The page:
Monessen’s Temple Beth Am closing, estate sale Friday
Jack Bergstein was there when the light went out.
A lifelong member of Temple Beth Am in Monessen, the 79-year-old recently attended the deconsecration service for the Reform synagogue. Part of his job was to put out the ner tamid, the “eternal light” found in every synagogue in front of the ark that contains the Torah scroll.
“When I turned that light off, it had a major impact on me,” he said. “That final service was very draining on me.”
Bergstein is helping oversee the closing of the synagogue and the removal of everything inside, both the sacred and general articles.
On Friday, the congregation will hold an estate sale for the disposal of hundreds of items — dinnerware, kitchen appliances, artwork, musical instruments, furniture, bookcases, books, assorted Judaica and more.
The building, 100 Watkins St., also is for sale, although it is not yet listed with a real estate agent.
The sale culminates a process that has been several years in the making, although the gradual decline of Temple Beth Am and small-town synagogues throughout Western Pennsylvania has been a trend for decades.
“I don’t think it’s so much the Jewish community — it’s the general community. We’re losing population,” Bergstein said. “People don’t want to admit it, but in Western Pennsylvania we’re losing population drastically. In Monessen, we lost close to 5,000 jobs in the steel mill in the 1980s.”
Religious congregations in the Mon Valley, both Christian and Jewish, have suffered as the economic fortunes of their host communities have waned. Bergstein noted that at one time, the Monessen area supported seven Catholic churches and now barely sustains one.
Temple Beth Am started out as Kneseth Israel Congregation on Schoonmaker Avenue earlier in the 20th century. The current building was dedicated in 1953. Kneseth Israel merged with Rodef Shalom Synagogue in Charleroi in the early 1970s to form Temple Beth Am, Bergstein said.
At its height, the Monessen congregation was spiritual home to about 150 Jewish families and was served by a full-time rabbi. At the time of the decision to close, about 15 families remained on the membership rolls and Sabbath services were being held once a month, he said.
“We just ran out of people. It’s become an older congregation,” Bergstein said.
For the past year, Temple Beth Am — Hebrew for “house of the people” — was served by Rabbi Sara Perman, a retired rabbi from Greensburg. On the weekend of the synagogue’s closing, Perman led a service adapted from the Saturday Havdalah service, which is typically recited at home for the closing of the Sabbath. On Sunday, she led a service at the Temple Beth Am Cemetery, where congregants buried religious books, old prayer shawls and other items.
“In reality, the congregants are mourning,” Perman said.
That process has repeated itself in Jewish synagogues throughout the region, including Beth Israel Congregation in Latrobe, Temple Hadar Israel in New Castle, and Congregation Tree of Life and Temple Israel in Uniontown.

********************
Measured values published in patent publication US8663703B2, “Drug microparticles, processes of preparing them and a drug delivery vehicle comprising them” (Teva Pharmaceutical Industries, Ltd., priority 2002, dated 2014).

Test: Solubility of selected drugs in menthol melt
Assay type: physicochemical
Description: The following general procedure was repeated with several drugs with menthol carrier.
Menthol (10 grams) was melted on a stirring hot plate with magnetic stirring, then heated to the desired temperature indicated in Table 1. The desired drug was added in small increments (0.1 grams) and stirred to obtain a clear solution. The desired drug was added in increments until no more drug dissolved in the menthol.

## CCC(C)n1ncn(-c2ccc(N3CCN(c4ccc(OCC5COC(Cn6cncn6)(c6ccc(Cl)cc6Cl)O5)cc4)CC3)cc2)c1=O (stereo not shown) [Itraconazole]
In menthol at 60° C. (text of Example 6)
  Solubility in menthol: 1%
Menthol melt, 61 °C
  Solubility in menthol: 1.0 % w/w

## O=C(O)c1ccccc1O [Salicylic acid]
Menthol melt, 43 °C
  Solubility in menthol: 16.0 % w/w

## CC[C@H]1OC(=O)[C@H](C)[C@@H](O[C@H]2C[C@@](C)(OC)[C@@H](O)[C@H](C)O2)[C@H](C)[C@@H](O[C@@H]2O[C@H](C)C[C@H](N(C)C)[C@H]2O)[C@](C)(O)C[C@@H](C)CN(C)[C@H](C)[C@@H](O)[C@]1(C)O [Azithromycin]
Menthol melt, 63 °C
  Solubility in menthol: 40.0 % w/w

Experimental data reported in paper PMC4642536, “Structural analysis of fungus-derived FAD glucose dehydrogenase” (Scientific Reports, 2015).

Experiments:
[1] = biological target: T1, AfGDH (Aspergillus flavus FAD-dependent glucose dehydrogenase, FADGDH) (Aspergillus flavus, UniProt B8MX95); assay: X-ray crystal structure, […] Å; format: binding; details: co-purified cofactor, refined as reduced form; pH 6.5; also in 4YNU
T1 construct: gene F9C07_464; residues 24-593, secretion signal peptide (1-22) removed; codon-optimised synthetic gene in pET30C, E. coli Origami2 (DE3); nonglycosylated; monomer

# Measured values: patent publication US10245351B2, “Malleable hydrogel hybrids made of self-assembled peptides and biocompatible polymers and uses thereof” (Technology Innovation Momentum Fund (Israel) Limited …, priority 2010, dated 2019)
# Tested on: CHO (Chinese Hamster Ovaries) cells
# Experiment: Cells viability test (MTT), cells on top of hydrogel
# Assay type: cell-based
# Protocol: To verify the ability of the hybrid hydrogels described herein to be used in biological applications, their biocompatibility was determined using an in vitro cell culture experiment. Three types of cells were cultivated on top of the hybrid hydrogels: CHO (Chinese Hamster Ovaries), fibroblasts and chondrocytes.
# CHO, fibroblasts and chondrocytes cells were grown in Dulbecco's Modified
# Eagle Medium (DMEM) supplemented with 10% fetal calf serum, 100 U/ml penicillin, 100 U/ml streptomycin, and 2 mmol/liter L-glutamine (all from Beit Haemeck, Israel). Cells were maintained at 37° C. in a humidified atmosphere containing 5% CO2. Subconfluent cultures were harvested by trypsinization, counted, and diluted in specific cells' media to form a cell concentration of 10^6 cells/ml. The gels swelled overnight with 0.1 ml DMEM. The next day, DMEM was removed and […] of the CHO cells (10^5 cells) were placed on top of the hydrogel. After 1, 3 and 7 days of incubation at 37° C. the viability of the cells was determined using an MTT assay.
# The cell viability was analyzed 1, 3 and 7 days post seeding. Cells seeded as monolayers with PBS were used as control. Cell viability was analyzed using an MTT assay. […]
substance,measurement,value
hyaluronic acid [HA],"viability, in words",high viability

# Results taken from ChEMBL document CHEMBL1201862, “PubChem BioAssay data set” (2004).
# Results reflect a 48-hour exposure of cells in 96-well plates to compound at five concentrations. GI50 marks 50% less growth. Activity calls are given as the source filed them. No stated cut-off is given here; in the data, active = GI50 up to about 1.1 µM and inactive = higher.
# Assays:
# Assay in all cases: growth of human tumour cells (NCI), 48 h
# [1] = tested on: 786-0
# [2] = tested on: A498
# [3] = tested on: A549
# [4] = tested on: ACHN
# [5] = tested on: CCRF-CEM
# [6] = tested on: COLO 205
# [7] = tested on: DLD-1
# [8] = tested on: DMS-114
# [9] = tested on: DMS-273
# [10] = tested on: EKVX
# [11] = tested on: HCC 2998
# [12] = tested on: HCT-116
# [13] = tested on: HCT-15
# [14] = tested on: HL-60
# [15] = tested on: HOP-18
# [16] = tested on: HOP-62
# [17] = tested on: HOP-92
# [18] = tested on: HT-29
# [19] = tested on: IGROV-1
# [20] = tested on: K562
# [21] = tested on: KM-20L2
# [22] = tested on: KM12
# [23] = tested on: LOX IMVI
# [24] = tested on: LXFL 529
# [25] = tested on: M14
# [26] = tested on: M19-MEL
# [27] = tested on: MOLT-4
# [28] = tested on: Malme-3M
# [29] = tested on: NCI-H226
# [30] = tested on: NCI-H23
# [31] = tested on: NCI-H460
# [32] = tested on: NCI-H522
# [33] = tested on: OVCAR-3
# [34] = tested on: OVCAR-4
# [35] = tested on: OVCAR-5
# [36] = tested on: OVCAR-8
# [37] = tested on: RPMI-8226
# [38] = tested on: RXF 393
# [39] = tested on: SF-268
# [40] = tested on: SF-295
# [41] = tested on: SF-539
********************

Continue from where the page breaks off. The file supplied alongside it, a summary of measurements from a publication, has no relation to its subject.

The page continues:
As those congregations have faced the prospect of downsizing or even closing, they have found help from the Jewish Community Legacy Project. The Atlanta-based nonprofit serves small-town Jewish congregations that are looking for a way to preserve their legacy.
The organization helped Temple Beth Am develop a legacy plan that will ensure the proper use of the Torah scroll and other religious articles, the continuing care and maintenance of the Temple Beth Am Cemetery in Rostraver, and wise stewardship of its financial resources.
“They really acted responsibly and demonstrated good governance in doing their planning,” said Noah Levine, JCLP vice president. “Now they can implement components of their plan, instead of scrambling and wondering what to do.”
Levine made several trips to Monessen, including as recently as July, in the course of helping the congregation plan for the future. Neither the sale of a building nor the disposal of its contents necessarily means the end of a congregation, he said.
In the case of Temple Beth Am, its archives, including paper and photographic records, will go to the Rauh Jewish Archives of the Heinz History Center, its cemetery will be maintained by the Jewish Cemetery and Burial Association of Greater Pittsburgh, and a cemetery endowment will be managed by the Jewish Community Foundation of the Jewish Federation of Greater Pittsburgh, Levine said.
“Their No. 1 priority is the cemetery, which is true for many congregations,” he said. “They want to make sure the cemetery is well funded, so they know it will be taken care of in perpetuity.”
Sacred objects will be donated to Jewish organizations that can use them, and the memorial plaques in the sanctuary will be transferred to a building on the cemetery grounds, Levine said.
General items that are not sold at Friday’s estate sale will be available for sale through private arrangement with Caring Transitions of Westmoreland County, the estate company. Sanctuary seating will not be sold until the future of the building is determined, said Michael Adametz, Caring Transitions owner.
Friday’s sale is scheduled for 9 a.m. to 3 p.m. To contact Caring Transitions, call 724-798-4593.
Stephen Huba is a Tribune-Review staff writer. You can contact Stephen at 724-850-1280, [email protected] or via Twitter .